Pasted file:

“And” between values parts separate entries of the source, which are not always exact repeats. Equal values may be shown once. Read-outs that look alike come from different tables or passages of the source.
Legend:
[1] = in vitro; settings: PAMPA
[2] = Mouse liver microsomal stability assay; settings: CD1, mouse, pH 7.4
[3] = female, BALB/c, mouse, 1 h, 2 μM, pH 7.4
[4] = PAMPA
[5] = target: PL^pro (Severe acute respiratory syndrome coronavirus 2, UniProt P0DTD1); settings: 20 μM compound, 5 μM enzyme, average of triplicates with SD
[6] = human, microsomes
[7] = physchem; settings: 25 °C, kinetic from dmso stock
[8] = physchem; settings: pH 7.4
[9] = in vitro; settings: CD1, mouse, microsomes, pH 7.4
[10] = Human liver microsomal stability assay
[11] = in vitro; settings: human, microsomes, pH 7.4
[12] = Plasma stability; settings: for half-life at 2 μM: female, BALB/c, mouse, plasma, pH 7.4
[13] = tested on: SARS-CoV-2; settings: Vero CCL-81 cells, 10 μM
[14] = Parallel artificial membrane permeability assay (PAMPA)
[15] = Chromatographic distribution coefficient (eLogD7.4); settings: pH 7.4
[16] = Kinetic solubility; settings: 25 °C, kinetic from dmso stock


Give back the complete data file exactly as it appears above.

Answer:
“And” between values parts separate entries of the source, which are not always exact repeats. Equal values may be shown once. Read-outs that look alike come from different tables or passages of the source.
Legend:
[1] = in vitro; settings: PAMPA
[2] = Mouse liver microsomal stability assay; settings: CD1, mouse, pH 7.4
[3] = female, BALB/c, mouse, 1 h, 2 μM, pH 7.4
[4] = PAMPA
[5] = target: PL^pro (Severe acute respiratory syndrome coronavirus 2, UniProt P0DTD1); settings: 20 μM compound, 5 μM enzyme, average of triplicates with SD
[6] = human, microsomes
[7] = physchem; settings: 25 °C, kinetic from dmso stock
[8] = physchem; settings: pH 7.4
[9] = in vitro; settings: CD1, mouse, microsomes, pH 7.4
[10] = Human liver microsomal stability assay
[11] = in vitro; settings: human, microsomes, pH 7.4
[12] = Plasma stability; settings: for half-life at 2 μM: female, BALB/c, mouse, plasma, pH 7.4
[13] = tested on: SARS-CoV-2; settings: Vero CCL-81 cells, 10 μM
[14] = Parallel artificial membrane permeability assay (PAMPA)
[15] = Chromatographic distribution coefficient (eLogD7.4); settings: pH 7.4
[16] = Kinetic solubility; settings: 25 °C, kinetic from dmso stock